On Being A Mammal Poem by Alla Bozarth

On Being A Mammal

Strawberry Moon
Wild Rose Moon
to begin and end
this month.

On Marmot Road
the tree I love
like me opens
its one good arm
in welcome.

The slow suffering
body wants to go back
to Earth before
all the parts
wear out and so
it leans toward her
body deeply
and I do also: I touch
the tree and remember
a thrill of conviviality:
we are both made of the same
double helix molecular

Sitting still
on the ground
I become a life ladder —
small birds climb
over me on their way
up or down.
They take me
for the base of the tree.

Soon a red fox yawns
in the berry thicket,
beaver shift themselves
from work to play,
and cows lie down
in the sun, their copper
bodies glimmering peace.

A rabbit sniffs
the evening air
approaching and runs
from day’s done
hoofbeats heading
for the barn.

Learning to be myself
from them, I yawn, rest,
sniff and stretch
against the sun, listen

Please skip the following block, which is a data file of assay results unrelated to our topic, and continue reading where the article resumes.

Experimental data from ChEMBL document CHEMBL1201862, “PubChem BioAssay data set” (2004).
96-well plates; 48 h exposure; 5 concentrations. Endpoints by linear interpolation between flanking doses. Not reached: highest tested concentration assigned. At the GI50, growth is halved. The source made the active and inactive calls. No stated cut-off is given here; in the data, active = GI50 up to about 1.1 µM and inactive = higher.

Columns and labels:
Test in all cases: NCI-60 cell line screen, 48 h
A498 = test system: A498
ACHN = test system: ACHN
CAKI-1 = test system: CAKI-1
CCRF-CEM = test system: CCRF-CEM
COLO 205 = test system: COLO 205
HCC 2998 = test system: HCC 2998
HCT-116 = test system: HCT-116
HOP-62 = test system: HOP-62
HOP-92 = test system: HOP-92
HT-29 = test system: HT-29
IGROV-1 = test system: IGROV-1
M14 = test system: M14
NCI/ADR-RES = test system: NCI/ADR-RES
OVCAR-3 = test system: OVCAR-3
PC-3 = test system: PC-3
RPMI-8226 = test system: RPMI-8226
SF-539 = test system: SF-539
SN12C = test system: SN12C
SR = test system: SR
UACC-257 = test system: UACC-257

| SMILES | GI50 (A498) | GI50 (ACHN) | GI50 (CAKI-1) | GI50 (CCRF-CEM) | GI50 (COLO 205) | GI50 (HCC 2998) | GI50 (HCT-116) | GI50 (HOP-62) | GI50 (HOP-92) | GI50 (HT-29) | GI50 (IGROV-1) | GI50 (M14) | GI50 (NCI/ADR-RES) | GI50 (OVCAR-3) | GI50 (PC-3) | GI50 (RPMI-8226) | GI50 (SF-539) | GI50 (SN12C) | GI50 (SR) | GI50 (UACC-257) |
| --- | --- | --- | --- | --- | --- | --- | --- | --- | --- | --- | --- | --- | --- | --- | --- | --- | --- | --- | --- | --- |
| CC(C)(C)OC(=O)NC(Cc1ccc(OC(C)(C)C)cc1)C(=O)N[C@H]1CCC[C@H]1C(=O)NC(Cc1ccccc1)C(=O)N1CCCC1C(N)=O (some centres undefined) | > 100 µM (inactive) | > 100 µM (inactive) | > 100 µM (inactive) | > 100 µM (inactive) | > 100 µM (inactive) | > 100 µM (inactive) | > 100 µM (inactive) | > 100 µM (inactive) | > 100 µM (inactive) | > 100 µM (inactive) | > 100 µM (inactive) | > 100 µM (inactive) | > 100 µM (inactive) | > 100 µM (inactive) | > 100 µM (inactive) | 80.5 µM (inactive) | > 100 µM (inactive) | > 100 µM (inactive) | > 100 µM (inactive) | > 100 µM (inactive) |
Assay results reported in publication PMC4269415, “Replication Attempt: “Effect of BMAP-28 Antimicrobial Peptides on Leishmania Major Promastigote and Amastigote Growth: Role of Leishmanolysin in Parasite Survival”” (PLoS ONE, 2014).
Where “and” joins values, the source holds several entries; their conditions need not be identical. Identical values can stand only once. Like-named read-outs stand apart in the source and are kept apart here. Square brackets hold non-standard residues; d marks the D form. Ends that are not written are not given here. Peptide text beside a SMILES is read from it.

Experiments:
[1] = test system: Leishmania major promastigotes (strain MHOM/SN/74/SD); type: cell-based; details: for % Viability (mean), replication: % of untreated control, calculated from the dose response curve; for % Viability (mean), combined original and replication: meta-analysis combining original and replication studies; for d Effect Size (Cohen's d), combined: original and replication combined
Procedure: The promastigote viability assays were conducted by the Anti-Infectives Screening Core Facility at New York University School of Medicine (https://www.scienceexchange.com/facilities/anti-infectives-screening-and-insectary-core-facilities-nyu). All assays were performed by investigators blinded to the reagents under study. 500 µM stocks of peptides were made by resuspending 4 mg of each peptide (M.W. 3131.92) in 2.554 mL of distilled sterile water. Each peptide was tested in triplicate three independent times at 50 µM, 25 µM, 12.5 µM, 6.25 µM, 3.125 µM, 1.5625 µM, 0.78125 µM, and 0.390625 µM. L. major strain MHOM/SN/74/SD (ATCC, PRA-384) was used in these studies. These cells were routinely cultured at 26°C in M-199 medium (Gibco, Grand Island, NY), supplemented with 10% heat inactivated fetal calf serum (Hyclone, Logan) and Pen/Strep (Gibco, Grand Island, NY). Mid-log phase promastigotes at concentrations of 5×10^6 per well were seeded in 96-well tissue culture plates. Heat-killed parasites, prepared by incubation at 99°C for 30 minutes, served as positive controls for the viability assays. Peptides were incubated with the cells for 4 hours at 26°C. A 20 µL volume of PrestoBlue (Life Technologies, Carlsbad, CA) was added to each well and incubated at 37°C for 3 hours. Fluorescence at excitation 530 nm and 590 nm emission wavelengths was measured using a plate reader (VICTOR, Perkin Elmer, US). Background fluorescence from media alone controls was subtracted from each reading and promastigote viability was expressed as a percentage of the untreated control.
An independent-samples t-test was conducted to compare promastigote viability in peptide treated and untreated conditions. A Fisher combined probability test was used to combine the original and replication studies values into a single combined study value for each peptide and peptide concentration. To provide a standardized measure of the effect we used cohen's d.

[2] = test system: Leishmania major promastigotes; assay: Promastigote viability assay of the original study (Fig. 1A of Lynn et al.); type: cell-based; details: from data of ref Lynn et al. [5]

for the honey hunter
to come out of her den
and witness this session
of summer school.

A red dragonfly circles
the red hummingbird
circling a red wildflower.

Nose to nose with a doe,
mammal to mammal we
quietly regard each other.
I tell her how glad I am
to have followed my instincts
here — how doing that more and more
cheers a girl right up.

Sunset moon rises full
and pink over the pink
wild rose and the rose
white mountain cuts a summit
triangle through the middle
of the moon.

We are beings
at the edge of the world.
The world is on the edge
of night. We are called
without exception
to learn more deeply
to love each other.

This poem is from the book, Moving to the Edge of the World by
Alla Renée Bozarth, iUniverse 2000. All rights reserved.

Alla Bozarth

Alla Bozarth

Portland, Oregon
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